We know many landlords like to manage properties by themselves – however, like managing anything, there is a degree of responsibility and experience when it comes to selecting the right tenant. Tenants come in all different shapes and sizes, but the bad tenants really affect you as a landlord and the value of your property.
Here are some examples of bad tenants:
Tenants from Hell
Tenants from hell can be a constant pain in the neck to deal with. Although the tenant themselves are not necessarily toxic, they may have an exaggerated perception of your responsibilities. These tenants they call you up on a regular basis to fix minor issues that you don’t have time for. Over the period of the lease you might be losing more money than you are gaining relative to the time you are putting in for them.
This is a classic bad tenant. This tenant fails on multiple occasions to pay their monthly rent in addition to ignoring emails, phone calls and letters. You as a landlord end up tirelessly chasing this tenant just so they can fulfil one of the most fundamental conditions of your agreement. Unfortunately, if not dealt with promptly, the missed payments can add up as sunk costs.
The ‘Overdue Payers’
Although this tenant pays their rent, they don’t pay on time. Your legal agreement may state that they must pay by the deadline otherwise late payment fees may be incurred. However, these ‘overdue payers’ may even miss these fees, and as a result, the cost of paying rent may continue to increase, making it harder for them to pay time and time again.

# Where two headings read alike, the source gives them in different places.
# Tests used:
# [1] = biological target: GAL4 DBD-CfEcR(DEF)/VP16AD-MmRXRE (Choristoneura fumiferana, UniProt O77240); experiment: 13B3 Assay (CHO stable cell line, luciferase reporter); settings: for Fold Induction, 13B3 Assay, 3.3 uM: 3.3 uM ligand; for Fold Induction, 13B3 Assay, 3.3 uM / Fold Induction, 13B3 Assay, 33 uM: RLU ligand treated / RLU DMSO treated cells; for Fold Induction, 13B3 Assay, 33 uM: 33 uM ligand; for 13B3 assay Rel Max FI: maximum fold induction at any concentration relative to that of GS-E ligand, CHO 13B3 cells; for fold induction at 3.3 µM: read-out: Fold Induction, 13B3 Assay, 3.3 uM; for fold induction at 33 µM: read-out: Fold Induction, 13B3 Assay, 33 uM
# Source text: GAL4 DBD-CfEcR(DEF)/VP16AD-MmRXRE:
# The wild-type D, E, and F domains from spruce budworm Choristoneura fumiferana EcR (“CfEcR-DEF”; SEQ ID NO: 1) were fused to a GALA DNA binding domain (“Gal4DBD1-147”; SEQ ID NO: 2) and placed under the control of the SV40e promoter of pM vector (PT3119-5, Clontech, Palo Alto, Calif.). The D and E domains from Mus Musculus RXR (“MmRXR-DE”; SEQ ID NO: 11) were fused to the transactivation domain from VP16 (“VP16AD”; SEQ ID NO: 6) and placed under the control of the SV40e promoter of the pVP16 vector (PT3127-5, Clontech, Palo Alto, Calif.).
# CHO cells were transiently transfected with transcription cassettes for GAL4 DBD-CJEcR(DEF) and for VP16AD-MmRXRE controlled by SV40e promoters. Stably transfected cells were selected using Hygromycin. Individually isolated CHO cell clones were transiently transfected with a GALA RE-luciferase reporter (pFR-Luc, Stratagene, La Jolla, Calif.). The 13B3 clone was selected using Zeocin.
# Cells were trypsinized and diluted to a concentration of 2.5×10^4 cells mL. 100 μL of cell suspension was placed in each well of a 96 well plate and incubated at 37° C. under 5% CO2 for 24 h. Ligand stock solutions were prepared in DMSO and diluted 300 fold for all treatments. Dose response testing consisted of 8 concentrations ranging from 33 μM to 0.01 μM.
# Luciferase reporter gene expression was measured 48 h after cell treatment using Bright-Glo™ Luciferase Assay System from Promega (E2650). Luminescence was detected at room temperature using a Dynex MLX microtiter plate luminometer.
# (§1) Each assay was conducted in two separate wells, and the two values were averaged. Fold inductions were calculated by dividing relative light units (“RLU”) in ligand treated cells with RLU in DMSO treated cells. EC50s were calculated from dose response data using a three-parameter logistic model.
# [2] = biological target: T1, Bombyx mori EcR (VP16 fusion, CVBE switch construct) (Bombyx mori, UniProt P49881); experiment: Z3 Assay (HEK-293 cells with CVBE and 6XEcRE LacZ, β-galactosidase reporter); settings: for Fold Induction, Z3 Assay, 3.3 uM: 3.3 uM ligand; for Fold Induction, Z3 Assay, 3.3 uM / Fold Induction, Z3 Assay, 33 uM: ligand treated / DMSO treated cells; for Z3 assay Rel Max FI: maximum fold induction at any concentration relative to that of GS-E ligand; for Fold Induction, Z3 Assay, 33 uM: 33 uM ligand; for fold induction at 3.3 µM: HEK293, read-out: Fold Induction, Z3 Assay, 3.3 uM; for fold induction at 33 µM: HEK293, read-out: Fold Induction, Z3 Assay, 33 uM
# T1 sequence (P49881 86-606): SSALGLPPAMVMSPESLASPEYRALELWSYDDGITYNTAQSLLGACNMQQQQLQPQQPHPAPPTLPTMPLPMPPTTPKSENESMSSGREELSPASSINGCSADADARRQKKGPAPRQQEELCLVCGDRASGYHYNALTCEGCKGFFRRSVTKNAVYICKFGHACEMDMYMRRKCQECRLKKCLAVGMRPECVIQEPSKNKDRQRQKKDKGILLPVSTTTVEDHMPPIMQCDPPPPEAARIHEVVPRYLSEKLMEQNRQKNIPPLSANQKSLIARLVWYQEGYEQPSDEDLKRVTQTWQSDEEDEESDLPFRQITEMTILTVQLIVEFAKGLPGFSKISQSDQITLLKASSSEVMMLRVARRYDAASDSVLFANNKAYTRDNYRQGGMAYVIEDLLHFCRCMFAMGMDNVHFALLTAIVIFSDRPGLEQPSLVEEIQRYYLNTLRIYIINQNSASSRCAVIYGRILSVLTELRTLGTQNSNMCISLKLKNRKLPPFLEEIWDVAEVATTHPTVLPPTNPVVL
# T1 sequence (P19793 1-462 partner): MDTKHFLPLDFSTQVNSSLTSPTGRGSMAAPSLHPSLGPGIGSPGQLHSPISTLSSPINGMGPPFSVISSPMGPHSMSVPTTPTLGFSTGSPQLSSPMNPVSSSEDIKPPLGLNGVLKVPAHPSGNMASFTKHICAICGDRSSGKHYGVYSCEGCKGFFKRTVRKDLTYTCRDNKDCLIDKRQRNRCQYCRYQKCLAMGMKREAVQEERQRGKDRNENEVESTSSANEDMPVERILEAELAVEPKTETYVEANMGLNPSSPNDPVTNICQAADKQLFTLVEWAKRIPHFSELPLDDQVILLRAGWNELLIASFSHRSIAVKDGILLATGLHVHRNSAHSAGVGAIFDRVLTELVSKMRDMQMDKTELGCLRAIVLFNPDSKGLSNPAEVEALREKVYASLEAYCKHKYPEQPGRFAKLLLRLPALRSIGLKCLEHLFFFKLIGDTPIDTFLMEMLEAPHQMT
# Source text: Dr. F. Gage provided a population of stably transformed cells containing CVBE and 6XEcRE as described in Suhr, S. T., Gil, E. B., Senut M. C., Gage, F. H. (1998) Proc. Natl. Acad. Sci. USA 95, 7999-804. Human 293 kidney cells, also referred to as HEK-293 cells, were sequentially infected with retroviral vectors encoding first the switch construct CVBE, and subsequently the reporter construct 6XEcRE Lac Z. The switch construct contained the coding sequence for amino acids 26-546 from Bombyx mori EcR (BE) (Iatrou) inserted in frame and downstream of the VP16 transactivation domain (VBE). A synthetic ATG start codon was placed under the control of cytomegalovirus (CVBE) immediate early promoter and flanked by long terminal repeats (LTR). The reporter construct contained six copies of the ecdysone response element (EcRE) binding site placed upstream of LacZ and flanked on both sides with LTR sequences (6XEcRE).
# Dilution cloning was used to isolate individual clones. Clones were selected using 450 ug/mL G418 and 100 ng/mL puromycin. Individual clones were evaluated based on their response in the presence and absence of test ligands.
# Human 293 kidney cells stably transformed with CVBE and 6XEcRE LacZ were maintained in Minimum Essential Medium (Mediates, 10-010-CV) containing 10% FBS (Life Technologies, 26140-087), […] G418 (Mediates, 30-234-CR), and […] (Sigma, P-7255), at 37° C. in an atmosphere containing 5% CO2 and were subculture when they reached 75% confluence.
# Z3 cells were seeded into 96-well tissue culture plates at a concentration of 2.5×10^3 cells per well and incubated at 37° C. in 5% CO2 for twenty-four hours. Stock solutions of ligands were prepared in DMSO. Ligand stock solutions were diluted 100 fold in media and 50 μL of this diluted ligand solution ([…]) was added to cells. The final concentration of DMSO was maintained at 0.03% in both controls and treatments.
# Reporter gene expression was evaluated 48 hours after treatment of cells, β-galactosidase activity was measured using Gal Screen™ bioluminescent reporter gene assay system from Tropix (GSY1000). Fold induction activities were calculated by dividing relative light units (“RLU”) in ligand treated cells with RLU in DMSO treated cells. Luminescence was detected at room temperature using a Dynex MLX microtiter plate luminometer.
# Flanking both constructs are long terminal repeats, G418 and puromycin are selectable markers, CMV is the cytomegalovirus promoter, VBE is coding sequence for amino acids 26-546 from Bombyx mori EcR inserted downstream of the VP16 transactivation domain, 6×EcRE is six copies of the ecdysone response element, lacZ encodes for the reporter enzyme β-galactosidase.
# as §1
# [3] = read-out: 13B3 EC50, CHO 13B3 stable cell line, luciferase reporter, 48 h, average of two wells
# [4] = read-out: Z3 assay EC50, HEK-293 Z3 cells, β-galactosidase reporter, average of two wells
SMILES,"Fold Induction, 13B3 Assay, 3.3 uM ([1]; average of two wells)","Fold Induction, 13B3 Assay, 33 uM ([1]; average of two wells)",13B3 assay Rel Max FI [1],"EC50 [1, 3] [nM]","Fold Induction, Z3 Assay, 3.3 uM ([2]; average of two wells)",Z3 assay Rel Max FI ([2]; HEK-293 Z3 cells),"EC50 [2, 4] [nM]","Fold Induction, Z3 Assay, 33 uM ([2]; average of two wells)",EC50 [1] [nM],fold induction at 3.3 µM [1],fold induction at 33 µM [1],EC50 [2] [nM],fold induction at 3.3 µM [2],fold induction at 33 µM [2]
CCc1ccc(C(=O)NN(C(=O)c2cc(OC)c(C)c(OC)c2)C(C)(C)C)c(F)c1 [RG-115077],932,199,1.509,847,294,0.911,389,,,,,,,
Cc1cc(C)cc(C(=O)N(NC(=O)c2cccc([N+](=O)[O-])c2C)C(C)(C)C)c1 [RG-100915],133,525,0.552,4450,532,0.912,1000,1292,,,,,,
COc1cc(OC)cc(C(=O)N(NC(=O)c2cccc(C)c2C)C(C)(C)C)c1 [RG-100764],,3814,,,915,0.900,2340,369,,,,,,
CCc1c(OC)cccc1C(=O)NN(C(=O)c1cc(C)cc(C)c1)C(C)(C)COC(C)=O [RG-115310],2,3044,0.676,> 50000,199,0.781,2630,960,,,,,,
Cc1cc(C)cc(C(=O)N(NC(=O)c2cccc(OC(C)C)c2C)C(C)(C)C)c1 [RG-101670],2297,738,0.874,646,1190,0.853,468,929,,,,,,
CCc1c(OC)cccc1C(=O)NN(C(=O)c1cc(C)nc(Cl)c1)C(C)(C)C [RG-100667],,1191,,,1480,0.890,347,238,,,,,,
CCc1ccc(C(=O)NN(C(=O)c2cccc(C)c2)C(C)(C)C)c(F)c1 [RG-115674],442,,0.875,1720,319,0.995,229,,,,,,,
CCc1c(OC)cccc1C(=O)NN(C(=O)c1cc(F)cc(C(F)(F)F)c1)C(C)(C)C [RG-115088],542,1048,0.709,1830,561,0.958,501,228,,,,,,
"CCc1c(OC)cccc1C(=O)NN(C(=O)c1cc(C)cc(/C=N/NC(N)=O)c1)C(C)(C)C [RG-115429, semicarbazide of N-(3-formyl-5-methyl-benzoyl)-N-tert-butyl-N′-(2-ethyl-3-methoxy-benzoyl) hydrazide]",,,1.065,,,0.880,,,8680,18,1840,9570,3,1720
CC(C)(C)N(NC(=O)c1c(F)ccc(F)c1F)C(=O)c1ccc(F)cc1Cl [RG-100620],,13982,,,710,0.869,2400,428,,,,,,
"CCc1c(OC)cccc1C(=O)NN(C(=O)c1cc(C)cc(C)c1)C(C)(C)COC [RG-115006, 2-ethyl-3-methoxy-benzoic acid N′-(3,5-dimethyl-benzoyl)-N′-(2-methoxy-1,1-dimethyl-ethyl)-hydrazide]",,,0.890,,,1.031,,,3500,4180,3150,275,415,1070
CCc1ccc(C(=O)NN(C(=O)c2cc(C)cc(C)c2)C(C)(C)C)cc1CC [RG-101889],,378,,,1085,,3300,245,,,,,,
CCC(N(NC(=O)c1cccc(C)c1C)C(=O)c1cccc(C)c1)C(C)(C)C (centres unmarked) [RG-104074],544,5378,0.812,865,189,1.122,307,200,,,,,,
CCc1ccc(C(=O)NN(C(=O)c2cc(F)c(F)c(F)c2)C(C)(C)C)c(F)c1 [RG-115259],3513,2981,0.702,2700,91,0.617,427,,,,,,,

The Rule Breakers
Under every lease agreement there are rules outlined on what the tenant can and can’t do. Regardless of the legally binding nature of these documents, rule breakers as the name suggests may (discretely or not) break these rules. For example, you may have a no illicit drugs rule, however, as you are not around all the time, your tenant may take or even sell drugs, and you may not even know about it upon inspections.
The Destructive Tenants
Leasing out your property comes with an expectation that you will be making profits. Destructive tenants do the opposite and causes you to incur a significant amount of losses to your property. All the money you do make goes back into maintenance and repair. It can be quite a tiresome ordeal to have to handle these kinds of tenants.
The Bad Egg
Bad egg tenants may be ones with nothing to lose. The problems revolving around this tenant is a combination of all the bad tenants listed above. Because they already have a bad credit report, eviction history and among other things, these tenants may resolve to break rules, be destructive, pay late, not pay at all and treat your property as if its their own. Detecting these tenants early is the best prevention against these types of tenants.
How To Deal With It